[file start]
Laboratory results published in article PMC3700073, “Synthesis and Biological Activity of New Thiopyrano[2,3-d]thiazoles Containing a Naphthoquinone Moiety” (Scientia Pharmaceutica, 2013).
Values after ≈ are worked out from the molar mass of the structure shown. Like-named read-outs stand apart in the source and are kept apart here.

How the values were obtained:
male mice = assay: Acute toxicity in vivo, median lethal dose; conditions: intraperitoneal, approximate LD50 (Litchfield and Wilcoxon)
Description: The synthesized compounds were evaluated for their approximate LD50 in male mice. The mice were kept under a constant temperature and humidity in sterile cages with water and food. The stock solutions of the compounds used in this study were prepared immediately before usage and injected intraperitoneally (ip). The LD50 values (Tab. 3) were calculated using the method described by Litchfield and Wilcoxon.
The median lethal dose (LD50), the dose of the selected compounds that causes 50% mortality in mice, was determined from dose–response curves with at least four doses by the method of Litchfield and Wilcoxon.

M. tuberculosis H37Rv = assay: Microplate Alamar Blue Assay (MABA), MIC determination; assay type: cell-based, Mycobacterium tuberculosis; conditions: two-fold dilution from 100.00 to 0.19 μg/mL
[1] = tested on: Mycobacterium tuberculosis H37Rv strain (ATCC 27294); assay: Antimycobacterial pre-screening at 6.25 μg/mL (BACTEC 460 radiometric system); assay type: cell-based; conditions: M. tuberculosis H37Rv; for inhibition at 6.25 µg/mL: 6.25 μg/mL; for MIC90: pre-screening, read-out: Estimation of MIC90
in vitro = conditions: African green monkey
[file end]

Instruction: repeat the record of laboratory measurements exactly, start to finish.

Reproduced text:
Laboratory results published in article PMC3700073, “Synthesis and Biological Activity of New Thiopyrano[2,3-d]thiazoles Containing a Naphthoquinone Moiety” (Scientia Pharmaceutica, 2013).
Values after ≈ are worked out from the molar mass of the structure shown. Like-named read-outs stand apart in the source and are kept apart here.

How the values were obtained:
male mice = assay: Acute toxicity in vivo, median lethal dose; conditions: intraperitoneal, approximate LD50 (Litchfield and Wilcoxon)
Description: The synthesized compounds were evaluated for their approximate LD50 in male mice. The mice were kept under a constant temperature and humidity in sterile cages with water and food. The stock solutions of the compounds used in this study were prepared immediately before usage and injected intraperitoneally (ip). The LD50 values (Tab. 3) were calculated using the method described by Litchfield and Wilcoxon.
The median lethal dose (LD50), the dose of the selected compounds that causes 50% mortality in mice, was determined from dose–response curves with at least four doses by the method of Litchfield and Wilcoxon.

M. tuberculosis H37Rv = assay: Microplate Alamar Blue Assay (MABA), MIC determination; assay type: cell-based, Mycobacterium tuberculosis; conditions: two-fold dilution from 100.00 to 0.19 μg/mL
[1] = tested on: Mycobacterium tuberculosis H37Rv strain (ATCC 27294); assay: Antimycobacterial pre-screening at 6.25 μg/mL (BACTEC 460 radiometric system); assay type: cell-based; conditions: M. tuberculosis H37Rv; for inhibition at 6.25 µg/mL: 6.25 μg/mL; for MIC90: pre-screening, read-out: Estimation of MIC90
in vitro = conditions: African green monkey